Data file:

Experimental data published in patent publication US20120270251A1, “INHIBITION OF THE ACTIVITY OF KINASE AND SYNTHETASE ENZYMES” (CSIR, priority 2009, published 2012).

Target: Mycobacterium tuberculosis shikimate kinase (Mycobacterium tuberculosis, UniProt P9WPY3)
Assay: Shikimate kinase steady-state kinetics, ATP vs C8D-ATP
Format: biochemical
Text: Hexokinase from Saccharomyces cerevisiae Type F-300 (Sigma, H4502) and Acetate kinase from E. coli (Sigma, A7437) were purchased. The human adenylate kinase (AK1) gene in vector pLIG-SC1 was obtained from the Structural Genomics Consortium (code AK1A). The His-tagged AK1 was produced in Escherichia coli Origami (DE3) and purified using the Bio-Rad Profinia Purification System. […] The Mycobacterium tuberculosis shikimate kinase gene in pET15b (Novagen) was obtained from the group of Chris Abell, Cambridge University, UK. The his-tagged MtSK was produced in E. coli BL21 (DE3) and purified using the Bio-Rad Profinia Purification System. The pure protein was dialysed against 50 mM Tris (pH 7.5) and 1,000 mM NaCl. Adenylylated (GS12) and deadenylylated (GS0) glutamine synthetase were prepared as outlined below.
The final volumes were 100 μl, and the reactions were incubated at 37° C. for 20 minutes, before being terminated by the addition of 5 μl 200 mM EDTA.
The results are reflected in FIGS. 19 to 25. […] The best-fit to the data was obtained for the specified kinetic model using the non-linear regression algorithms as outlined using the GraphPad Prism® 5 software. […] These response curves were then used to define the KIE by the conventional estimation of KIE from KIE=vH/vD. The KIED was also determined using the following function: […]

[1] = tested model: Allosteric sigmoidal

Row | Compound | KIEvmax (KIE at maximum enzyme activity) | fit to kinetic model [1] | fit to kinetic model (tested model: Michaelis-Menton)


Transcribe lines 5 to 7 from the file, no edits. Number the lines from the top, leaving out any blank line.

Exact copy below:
Text: Hexokinase from Saccharomyces cerevisiae Type F-300 (Sigma, H4502) and Acetate kinase from E. coli (Sigma, A7437) were purchased. The human adenylate kinase (AK1) gene in vector pLIG-SC1 was obtained from the Structural Genomics Consortium (code AK1A). The His-tagged AK1 was produced in Escherichia coli Origami (DE3) and purified using the Bio-Rad Profinia Purification System. […] The Mycobacterium tuberculosis shikimate kinase gene in pET15b (Novagen) was obtained from the group of Chris Abell, Cambridge University, UK. The his-tagged MtSK was produced in E. coli BL21 (DE3) and purified using the Bio-Rad Profinia Purification System. The pure protein was dialysed against 50 mM Tris (pH 7.5) and 1,000 mM NaCl. Adenylylated (GS12) and deadenylylated (GS0) glutamine synthetase were prepared as outlined below.
The final volumes were 100 μl, and the reactions were incubated at 37° C. for 20 minutes, before being terminated by the addition of 5 μl 200 mM EDTA.
The results are reflected in FIGS. 19 to 25. […] The best-fit to the data was obtained for the specified kinetic model using the non-linear regression algorithms as outlined using the GraphPad Prism® 5 software. […] These response curves were then used to define the KIE by the conventional estimation of KIE from KIE=vH/vD. The KIED was also determined using the following function: […]